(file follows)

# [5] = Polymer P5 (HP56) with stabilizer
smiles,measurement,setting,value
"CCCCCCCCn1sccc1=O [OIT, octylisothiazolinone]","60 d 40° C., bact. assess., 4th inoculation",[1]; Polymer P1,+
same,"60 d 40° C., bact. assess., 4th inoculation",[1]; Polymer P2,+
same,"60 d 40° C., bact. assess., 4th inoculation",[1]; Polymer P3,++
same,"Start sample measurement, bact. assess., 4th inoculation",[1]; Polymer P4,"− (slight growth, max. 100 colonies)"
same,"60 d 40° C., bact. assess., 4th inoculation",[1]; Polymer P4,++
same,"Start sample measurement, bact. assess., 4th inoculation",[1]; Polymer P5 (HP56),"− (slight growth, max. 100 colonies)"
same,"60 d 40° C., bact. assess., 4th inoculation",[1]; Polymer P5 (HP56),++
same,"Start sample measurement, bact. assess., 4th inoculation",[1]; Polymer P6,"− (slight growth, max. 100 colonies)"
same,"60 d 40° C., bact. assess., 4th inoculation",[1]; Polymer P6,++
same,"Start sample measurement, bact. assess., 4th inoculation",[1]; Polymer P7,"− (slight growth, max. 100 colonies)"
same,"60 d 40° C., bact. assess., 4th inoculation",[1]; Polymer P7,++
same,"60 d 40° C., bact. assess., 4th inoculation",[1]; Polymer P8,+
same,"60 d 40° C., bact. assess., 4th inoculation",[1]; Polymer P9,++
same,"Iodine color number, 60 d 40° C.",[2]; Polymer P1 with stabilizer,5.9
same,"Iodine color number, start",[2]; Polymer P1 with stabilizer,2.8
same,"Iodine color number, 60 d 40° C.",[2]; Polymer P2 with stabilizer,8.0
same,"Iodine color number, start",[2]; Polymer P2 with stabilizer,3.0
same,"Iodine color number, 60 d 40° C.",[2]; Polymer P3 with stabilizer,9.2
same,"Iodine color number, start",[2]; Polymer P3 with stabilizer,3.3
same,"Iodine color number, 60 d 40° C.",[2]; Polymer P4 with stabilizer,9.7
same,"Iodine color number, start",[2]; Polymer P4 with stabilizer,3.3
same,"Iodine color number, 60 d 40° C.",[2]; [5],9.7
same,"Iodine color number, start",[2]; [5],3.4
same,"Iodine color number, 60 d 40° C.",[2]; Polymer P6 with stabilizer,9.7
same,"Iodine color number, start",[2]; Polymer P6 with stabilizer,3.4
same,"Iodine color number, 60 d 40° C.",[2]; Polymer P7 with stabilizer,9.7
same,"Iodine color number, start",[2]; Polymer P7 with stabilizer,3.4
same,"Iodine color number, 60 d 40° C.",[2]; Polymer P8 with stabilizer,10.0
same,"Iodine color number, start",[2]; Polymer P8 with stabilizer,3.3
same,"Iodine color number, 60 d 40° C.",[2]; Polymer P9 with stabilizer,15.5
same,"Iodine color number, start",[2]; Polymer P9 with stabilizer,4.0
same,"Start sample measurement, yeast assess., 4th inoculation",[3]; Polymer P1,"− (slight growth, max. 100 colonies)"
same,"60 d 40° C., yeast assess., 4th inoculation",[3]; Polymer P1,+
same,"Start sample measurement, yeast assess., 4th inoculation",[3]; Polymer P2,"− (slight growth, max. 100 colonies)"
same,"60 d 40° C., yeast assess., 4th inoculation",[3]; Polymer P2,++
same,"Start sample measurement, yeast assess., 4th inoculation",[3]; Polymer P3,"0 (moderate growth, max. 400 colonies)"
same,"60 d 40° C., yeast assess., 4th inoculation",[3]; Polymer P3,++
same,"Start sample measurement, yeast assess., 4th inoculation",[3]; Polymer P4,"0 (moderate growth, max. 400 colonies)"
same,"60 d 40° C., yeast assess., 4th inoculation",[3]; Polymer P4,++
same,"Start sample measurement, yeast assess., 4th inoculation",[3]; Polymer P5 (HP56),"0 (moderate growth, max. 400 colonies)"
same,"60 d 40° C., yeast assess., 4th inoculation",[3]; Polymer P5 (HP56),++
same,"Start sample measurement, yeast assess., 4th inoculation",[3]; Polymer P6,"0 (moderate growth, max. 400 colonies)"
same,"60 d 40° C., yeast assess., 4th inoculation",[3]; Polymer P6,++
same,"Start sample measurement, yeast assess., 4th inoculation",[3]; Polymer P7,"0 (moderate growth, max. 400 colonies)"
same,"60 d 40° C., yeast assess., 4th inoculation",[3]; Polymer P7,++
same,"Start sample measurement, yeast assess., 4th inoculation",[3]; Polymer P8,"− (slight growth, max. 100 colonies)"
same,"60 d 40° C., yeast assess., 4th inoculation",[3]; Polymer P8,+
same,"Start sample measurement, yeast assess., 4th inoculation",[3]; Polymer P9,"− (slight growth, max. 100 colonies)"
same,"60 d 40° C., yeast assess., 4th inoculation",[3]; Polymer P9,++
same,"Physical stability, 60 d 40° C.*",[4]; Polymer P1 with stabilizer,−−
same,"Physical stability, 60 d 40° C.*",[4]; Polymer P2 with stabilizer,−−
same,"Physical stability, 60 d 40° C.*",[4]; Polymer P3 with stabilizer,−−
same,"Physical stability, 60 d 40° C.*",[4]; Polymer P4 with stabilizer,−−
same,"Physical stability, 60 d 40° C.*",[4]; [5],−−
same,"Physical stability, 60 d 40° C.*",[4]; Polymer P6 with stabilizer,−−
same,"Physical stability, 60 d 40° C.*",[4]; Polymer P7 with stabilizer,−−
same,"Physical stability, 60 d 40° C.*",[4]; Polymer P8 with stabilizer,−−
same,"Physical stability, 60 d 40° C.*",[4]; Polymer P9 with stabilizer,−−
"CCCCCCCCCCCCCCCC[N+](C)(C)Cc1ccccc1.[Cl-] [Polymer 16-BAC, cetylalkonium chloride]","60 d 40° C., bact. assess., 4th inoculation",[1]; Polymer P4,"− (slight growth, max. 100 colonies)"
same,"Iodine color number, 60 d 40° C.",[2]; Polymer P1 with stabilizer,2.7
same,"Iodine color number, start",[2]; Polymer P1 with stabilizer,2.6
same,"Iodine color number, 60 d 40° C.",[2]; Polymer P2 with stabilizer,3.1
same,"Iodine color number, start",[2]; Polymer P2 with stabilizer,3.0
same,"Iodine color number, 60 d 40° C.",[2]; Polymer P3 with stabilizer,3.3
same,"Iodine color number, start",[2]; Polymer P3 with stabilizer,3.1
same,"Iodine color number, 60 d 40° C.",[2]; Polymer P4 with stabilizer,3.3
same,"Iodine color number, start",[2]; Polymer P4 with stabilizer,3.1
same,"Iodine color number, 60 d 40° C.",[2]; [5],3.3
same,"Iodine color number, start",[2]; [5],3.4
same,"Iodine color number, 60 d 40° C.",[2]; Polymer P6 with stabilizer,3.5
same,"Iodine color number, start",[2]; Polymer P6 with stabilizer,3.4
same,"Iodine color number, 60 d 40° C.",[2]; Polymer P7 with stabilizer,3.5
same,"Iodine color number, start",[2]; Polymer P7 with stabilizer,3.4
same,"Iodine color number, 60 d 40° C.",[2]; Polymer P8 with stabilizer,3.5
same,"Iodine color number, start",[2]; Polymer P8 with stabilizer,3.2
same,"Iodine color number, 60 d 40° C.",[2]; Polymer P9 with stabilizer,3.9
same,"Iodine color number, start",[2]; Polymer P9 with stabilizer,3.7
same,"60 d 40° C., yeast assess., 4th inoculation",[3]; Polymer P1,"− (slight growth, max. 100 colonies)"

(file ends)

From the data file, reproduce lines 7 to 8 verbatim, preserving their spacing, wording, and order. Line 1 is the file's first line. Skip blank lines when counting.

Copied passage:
same,"60 d 40° C., bact. assess., 4th inoculation",[1]; Polymer P4,++
same,"Start sample measurement, bact. assess., 4th inoculation",[1]; Polymer P5 (HP56),"− (slight growth, max. 100 colonies)"